I should add that if one does consider that to be the case, one should also think on what it is. Once one realises it’s the first immutable human technology for information through time, it becomes obvious that assisting to maintain is an obligation. This is why I run a node and also miners. It also becomes very obvious quickly that buying ETF is just a way of saying “I am not ready to take personal responsibility”. It might be considered foolish to store gold in custody. It is no different with bitcoin.

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I think Bitcoin is not going to survive long, gold is much better option.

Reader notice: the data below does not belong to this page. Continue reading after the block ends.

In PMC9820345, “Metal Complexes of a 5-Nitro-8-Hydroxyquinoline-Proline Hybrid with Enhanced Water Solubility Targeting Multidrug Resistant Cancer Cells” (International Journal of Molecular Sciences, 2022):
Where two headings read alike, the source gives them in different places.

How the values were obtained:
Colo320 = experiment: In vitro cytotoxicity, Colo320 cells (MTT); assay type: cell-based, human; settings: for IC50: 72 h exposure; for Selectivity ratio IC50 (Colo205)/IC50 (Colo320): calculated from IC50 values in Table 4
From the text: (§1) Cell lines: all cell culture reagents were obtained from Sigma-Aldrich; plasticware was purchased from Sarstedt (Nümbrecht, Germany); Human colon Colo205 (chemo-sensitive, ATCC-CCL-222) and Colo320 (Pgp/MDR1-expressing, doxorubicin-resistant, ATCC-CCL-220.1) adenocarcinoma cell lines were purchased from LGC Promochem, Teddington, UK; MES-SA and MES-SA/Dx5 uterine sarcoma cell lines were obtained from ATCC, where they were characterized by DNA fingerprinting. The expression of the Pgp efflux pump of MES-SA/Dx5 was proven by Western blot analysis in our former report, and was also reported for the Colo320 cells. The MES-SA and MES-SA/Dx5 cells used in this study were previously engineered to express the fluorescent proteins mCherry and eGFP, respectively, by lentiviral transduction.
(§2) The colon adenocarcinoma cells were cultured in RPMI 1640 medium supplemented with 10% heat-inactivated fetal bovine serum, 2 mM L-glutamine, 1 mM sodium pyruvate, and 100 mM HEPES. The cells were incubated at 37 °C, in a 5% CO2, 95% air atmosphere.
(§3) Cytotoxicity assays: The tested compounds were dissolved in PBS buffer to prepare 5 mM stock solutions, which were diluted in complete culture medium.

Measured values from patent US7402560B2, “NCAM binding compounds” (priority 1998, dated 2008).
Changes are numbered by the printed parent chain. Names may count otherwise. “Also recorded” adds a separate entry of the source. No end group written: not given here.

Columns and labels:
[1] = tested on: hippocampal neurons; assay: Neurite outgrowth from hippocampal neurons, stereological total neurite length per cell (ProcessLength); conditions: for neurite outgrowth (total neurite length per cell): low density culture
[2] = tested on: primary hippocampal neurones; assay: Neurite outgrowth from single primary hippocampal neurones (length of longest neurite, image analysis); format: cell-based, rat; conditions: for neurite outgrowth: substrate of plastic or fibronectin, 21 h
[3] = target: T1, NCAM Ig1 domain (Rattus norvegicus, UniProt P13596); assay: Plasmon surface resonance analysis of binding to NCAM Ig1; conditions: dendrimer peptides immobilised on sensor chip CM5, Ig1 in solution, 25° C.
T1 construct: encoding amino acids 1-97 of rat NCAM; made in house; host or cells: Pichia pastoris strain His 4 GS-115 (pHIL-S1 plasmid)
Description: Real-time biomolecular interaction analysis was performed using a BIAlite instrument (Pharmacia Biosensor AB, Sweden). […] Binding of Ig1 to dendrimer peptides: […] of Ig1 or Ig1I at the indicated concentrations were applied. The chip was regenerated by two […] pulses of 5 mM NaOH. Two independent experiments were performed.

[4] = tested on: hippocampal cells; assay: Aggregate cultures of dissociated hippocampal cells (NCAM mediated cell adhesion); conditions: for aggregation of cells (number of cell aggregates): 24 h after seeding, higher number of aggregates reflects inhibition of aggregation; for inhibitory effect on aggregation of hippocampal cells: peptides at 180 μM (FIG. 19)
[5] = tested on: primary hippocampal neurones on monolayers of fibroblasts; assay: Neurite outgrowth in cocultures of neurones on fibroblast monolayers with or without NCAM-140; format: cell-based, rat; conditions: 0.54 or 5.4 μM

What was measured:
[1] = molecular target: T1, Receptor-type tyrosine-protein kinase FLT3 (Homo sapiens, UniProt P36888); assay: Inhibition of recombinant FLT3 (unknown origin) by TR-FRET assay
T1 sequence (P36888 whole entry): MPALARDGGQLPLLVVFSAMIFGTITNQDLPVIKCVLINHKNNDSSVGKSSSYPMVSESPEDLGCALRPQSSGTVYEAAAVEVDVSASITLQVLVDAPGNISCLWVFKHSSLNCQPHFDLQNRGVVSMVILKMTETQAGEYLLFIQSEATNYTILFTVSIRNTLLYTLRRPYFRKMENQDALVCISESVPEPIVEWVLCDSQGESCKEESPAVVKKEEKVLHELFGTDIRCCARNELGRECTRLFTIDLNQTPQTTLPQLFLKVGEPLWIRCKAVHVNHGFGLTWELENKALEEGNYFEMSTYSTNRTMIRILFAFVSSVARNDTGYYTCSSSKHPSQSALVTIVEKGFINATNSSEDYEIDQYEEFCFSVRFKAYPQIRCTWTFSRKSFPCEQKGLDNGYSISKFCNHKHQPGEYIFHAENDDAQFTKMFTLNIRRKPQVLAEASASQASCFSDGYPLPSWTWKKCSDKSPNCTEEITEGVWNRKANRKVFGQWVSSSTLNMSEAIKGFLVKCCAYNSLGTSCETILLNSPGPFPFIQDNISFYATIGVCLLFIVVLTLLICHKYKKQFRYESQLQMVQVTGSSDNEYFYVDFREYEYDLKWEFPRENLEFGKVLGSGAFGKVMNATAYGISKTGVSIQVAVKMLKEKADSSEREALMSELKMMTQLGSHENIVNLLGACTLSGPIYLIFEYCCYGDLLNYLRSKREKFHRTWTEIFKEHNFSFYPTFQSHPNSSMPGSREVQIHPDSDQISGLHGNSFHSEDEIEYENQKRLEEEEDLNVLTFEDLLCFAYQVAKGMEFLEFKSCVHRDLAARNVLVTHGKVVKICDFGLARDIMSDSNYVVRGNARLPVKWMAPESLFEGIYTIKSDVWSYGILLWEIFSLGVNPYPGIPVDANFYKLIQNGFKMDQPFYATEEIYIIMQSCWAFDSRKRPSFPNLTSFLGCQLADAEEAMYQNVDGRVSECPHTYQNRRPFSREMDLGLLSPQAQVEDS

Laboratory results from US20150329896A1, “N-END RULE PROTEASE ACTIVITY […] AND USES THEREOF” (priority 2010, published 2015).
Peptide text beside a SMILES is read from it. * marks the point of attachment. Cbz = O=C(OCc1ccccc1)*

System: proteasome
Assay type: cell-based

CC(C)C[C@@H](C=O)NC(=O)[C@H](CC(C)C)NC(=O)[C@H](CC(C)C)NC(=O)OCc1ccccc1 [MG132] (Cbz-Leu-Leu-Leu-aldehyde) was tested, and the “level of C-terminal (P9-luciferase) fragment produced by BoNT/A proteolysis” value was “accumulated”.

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author

I like them both, gold more than bitcoin.

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That's good, I think it's proper time for anyone who is not millionaire secure atleast few of their gains in gold and then, if you have enough spare money to reinvest again.

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founding

The video on how it all works is the best I have seen. Not too impressed with some of the other stuff... Here is a long response:

QTR: "I was, and in some degree still am, in the camp that sees gold as having intrinsic value that Bitcoin does not, because of its commodity bid and far superior and longer record as a store of value. This is why, despite coming around to the idea of Bitcoin, my gold position is still larger than my Bitcoin position."